War of the Rebellion: Serial 045 Page 0932 N. C., VA., W. VA., MD., PA., ETC. Chapter XXXIX.

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It seems to me that we cannot afford to keep our troops awaiting possible movements of the enemy, but that our true policy is, as far as we can, so to employ our own forces as to give occupation to his at points of our selection.

I have observed that extracts from Northern journals, contained in Richmond papers of the 22nd instant, state that he yellow fever has appeared at New Berne, and that, in consequence, the Federal troops are being moved back to Morehead City. If, in fact, the fever is in New Berne, it would tend of itself to prevent active operations from that point. But as I have never heard of the disease being in that city, and as it does not generally break out so early in the season, even in localities which are subject to it, I am disposed to doubt the truth of the statement, and regard it as a cover for the withdrawal of the enemy`s forces for some other field. The attempt to conceal their movements, as in the case of the withdrawal of the troops from Suffolk, coupled with the fact that nothing has up to this time been undertaken on the North Carolina coast, convinces me that the enemy contemplates nothing important in that region, and that it is unnecessary to keep our troops to watch him.

If he has been waiting until this time for re-enforcements, the probability of their being furnished is greatly diminished by the movements now in progress on our part, and they must at least await the result of our operations. The same course of reasoning is applicable to the question of the probability of the enemy assuming the offensive against Richmond, either on the Peninsula or south of the James. I feel sure, therefore, that the best use that can be made of the troops in Carolina, and those in Virginia now guarding Richmond, would be the prompt assembling of the main body of them, leaving sufficient to prevent raids, together with as many as can be drawn from the army of General Beauregard, at Culpeper Court-House, under the command of that officer. I do not think they could more effectually prevent aggressive movements on the part of the enemy in any other way, while their assistance to this army in its operations would be very great.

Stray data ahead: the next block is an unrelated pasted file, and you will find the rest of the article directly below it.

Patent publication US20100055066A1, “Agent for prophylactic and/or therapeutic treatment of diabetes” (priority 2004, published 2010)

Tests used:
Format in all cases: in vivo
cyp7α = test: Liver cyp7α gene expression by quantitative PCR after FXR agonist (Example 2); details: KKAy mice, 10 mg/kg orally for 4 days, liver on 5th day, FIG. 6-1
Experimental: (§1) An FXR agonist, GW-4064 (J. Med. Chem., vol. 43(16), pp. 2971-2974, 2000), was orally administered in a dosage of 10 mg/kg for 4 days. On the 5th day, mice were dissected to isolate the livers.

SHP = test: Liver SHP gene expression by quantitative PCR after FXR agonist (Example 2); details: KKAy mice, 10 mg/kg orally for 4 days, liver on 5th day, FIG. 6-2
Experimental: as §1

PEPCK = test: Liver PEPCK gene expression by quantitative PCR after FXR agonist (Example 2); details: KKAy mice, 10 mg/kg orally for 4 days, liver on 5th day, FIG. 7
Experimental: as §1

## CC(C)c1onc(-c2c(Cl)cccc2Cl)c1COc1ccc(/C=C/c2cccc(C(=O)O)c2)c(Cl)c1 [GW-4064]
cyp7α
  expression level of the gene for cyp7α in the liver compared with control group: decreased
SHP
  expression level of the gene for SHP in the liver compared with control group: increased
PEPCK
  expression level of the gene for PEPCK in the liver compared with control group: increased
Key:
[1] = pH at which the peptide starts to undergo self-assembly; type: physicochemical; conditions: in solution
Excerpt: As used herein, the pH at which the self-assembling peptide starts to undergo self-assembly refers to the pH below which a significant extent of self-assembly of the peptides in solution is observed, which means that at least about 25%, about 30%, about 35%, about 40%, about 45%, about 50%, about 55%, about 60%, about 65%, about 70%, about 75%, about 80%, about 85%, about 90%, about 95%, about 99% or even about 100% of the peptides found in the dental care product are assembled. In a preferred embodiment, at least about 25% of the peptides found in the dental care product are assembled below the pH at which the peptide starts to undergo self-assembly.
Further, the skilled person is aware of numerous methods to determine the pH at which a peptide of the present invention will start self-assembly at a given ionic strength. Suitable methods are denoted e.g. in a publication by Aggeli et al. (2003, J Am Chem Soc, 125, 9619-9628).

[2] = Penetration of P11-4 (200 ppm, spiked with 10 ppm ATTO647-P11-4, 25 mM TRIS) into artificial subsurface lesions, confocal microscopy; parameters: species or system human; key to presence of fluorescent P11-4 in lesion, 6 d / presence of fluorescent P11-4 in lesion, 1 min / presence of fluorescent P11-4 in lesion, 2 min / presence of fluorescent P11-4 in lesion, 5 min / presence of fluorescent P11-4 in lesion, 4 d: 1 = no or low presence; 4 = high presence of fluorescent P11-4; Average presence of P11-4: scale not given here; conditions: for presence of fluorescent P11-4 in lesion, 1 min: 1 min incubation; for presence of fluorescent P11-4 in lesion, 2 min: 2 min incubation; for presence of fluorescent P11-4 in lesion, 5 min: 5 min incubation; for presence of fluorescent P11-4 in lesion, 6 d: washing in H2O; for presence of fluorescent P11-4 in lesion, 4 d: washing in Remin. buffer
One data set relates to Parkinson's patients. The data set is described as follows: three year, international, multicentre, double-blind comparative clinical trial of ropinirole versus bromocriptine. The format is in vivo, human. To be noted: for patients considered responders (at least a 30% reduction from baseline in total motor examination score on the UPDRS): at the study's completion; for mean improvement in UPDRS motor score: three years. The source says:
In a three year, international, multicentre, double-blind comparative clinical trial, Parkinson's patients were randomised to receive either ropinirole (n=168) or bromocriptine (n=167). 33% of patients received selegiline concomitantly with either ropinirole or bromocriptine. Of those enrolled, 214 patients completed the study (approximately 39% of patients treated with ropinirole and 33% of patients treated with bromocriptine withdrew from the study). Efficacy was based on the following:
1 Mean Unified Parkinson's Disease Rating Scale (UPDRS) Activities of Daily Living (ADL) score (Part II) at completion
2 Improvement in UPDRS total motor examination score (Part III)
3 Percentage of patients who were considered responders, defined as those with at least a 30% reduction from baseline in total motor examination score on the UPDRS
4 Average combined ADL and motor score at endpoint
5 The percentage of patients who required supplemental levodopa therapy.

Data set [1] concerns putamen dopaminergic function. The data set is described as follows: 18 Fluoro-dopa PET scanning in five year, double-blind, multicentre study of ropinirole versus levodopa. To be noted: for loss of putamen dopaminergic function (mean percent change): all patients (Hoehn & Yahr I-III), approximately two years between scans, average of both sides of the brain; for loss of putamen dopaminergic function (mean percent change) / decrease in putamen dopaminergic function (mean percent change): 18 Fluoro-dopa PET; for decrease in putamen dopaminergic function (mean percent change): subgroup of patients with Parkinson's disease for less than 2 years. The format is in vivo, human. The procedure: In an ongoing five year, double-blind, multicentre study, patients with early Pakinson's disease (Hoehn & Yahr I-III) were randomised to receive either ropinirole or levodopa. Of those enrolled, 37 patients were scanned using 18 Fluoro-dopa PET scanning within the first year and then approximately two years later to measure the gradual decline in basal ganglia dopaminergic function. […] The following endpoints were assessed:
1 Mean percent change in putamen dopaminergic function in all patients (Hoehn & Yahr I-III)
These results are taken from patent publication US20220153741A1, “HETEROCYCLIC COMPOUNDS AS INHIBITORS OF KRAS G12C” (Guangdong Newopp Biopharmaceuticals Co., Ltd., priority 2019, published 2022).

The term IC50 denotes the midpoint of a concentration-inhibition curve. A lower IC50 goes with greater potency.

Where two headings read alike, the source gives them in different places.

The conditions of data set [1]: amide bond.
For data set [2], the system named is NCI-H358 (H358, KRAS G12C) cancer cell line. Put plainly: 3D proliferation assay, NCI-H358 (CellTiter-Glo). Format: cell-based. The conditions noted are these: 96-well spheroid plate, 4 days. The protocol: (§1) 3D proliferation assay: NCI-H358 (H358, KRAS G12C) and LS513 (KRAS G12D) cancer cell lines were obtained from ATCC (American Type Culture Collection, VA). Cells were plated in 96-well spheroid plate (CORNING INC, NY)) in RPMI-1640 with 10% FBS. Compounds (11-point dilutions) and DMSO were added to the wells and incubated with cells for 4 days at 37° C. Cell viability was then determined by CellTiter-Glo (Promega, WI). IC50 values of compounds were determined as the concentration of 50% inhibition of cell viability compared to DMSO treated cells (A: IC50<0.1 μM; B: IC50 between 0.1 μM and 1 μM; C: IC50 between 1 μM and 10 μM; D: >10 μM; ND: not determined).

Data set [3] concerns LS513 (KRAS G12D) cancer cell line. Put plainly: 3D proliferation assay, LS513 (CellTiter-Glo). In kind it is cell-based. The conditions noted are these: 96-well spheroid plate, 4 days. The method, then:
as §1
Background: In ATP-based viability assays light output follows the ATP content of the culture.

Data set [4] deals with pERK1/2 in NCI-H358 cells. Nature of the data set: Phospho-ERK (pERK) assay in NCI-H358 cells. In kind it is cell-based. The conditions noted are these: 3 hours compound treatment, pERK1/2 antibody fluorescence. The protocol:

If the report received from General Buckner of the withdrawal of General Burnside from Kentucky be correct, I think there is nothing to prevent a united movement of the commands of Generals Buckner and Sam. Jones into that State. They could render valuable service by collecting and bringing out supplies, if they did no more, and would embarrass the enemy and prevent troops now there from being sent to other points. If they are too weak to attempt this object, they need not be idle; and I think that if the enemy`s forces have, in fact, been so far weakened as to render present active operations on his part against them improbable, they should go where they can be of immediate service, leaving only a sufficient guard to watch the lines they now hold. They might be sent with benefit to re-enforce General Johnston or General Bragg, to constitute a part of the proposed army of General Beauregard at Culpeper Court-House, or they might accomplish good results by going into Northwestern Virginia. It should never be forgotten that our concentration at any point compels that of the enemy, and, his numbers being limited, tends to relieve all other threatened localities.

I earnestly commend these considerations to the attention of Your Excellency, and trust that you will be at liberty, in your better judgment, and with the superior means of information you possess